'Harry Potter and the Cursed Child' star fired following investigation into conduct - EW.com

James Snyder, star of Broadway's Harry Potter and the Cursed Child, has been fired from the production following the conclusion of an investigation into a complaint regarding his conduct from castmate Diane Davis.
Davis plays the role of Harry's wife Ginny — both joined the cast in 2019.
In a statement to EW, the Cursed Child producers say that on Nov. 19, they "for the first time received a complaint from Diane Davis regarding the conduct of fellow cast member James Snyder.  Immediately upon receiving this complaint the producers commissioned an independent investigation by a third party, and Mr. Snyder was suspended pending the investigation's completion."
"At the conclusion of the investigation, the producers decided Mr. Snyder should not return to the production and terminated his contract," the statement continued. "Ms. Davis has made the personal decision to take a leave of absence. Out of respect for her privacy – and to maintain the integrity of the investigation – we will make no further comment regarding the matter."  
Reps for Snyder have not responded to EW's request for comment.
Opening on Broadway in 2018, after debuting in London in 2016, Harry Potter and the Cursed Child follows the children of Harry, Ginny, Ron, Hermione, and Draco Malfoy as they take on their own adventures at Hogwarts School of Witchcraft and Wizardry. Based on an original story by Harry Potter author J.K. Rowling and collaborators Jack Thorne and John Tiffany, the play picks up 19 years after the events of the final Harry Potter novel, 2007's Harry Potter and the Deathly Hallows.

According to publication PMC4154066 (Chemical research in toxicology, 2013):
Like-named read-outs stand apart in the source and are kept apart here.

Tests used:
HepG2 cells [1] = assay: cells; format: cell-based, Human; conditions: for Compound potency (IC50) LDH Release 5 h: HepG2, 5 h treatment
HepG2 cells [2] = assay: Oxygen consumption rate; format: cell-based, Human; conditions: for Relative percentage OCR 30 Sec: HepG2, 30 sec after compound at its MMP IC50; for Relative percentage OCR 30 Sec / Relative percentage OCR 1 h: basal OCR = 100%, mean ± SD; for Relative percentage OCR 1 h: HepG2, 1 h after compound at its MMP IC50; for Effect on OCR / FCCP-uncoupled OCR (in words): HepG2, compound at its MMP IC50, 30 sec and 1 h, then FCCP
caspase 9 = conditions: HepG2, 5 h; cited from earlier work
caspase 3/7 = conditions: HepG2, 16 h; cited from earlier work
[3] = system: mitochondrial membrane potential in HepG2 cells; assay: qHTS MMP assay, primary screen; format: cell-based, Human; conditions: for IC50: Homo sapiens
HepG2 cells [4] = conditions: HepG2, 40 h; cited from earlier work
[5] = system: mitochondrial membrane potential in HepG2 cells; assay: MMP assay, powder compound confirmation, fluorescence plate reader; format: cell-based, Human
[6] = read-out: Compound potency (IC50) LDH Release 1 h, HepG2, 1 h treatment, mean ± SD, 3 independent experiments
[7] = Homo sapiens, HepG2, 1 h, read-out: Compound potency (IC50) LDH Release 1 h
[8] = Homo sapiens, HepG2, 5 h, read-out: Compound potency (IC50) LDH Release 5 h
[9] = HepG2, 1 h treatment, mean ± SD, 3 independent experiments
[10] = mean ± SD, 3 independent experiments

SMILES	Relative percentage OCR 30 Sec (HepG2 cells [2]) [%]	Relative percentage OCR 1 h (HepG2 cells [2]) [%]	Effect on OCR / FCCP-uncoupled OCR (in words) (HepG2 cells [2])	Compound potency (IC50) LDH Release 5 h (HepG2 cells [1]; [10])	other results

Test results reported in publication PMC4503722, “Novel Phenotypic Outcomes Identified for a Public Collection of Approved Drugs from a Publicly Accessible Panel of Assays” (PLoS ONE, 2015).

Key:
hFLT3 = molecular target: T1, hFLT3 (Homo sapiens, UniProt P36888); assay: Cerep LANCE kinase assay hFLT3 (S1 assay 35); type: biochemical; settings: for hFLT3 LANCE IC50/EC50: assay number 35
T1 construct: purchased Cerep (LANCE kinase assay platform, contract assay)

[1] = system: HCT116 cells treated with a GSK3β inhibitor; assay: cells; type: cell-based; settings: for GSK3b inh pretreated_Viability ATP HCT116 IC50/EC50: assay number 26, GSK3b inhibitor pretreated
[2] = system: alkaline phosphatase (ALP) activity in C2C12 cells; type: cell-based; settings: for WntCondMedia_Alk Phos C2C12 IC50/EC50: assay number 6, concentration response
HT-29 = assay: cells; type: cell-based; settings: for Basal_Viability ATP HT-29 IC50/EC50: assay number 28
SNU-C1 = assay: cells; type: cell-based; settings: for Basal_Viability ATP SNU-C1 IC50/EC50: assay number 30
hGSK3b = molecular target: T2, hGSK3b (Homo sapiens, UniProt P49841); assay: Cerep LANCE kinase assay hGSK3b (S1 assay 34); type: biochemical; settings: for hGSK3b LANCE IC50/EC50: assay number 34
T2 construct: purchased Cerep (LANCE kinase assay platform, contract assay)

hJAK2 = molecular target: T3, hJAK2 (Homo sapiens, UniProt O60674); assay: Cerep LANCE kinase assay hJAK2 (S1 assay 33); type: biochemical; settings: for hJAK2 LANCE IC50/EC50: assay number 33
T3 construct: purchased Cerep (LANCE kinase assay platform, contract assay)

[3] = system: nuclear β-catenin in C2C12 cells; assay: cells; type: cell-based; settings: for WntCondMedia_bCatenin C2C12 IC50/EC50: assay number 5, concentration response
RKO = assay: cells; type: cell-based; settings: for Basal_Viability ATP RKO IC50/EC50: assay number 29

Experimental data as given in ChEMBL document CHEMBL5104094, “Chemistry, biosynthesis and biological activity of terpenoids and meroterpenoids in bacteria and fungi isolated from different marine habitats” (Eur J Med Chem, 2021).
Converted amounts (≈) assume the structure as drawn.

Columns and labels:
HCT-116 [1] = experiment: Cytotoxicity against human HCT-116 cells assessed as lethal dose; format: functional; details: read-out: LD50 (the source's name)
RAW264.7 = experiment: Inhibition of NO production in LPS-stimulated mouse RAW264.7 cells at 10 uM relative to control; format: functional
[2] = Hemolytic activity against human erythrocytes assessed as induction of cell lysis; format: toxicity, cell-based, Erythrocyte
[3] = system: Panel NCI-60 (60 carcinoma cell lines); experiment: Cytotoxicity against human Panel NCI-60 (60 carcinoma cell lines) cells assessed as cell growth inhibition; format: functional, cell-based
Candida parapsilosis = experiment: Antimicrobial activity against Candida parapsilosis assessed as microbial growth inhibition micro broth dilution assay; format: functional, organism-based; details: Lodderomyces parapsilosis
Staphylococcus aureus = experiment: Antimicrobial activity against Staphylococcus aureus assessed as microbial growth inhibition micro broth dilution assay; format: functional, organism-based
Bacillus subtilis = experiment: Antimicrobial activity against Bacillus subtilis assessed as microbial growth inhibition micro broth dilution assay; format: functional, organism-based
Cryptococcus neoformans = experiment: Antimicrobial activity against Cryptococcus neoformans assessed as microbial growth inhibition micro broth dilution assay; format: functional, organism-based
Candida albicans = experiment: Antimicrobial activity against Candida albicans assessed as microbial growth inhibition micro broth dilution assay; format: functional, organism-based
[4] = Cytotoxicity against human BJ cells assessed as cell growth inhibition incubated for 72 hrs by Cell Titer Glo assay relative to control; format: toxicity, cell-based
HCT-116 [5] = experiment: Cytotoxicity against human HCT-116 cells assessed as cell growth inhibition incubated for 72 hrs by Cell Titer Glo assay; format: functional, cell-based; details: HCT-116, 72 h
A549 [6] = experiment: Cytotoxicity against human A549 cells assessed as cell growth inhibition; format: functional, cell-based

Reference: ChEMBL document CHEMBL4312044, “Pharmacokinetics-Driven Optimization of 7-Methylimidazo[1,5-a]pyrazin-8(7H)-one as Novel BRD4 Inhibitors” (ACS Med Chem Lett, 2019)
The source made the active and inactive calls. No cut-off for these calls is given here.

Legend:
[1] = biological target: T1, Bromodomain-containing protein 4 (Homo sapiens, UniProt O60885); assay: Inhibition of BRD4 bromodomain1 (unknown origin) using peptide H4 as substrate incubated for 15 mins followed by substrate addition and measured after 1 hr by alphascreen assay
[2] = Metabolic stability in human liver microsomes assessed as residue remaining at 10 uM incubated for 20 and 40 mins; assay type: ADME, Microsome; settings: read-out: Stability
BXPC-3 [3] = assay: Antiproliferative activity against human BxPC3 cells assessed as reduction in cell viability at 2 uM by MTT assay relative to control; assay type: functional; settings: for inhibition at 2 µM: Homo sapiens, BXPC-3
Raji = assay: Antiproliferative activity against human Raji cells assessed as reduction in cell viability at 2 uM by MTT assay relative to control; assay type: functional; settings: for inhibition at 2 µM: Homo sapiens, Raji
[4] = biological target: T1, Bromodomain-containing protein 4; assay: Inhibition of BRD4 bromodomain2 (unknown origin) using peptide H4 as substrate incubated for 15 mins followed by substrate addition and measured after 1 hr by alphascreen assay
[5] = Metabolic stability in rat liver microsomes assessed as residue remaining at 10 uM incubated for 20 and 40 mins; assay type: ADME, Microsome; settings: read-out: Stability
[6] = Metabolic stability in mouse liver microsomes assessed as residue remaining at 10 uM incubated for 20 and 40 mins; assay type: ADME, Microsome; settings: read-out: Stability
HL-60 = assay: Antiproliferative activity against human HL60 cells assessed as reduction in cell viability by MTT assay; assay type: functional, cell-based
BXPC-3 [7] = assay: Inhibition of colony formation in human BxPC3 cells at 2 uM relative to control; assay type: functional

The Broadway production won six Tony Awards, including Best Play, also setting a record for the highest all-time weekly ticket sales of any play. Snyder and Davis joined the cast in 2019, replacing the original Broadway stars, Jamie Parker and Poppy Miller, respectively. At first, presented as two separate performances, the Cursed Child returned to Broadway after a 15-month hiatus as a one-show experience.
The play re-opened on Broadway on Nov. 16 of last year, just three days before Davis's complaint.
"We are committed to fostering a safe and inclusive workplace, which is why we have robust workplace policies and procedures in place for all those involved in Harry Potter and the Cursed Child," the producers' statement concludes. "This includes strict prohibitions against harassment in any form, as well as channels through which any employee can report conduct that they believe is inappropriate. We will continue to do all we can to ensure the extremely talented team that brings this production to life feels safe, empowered, and fully supported."
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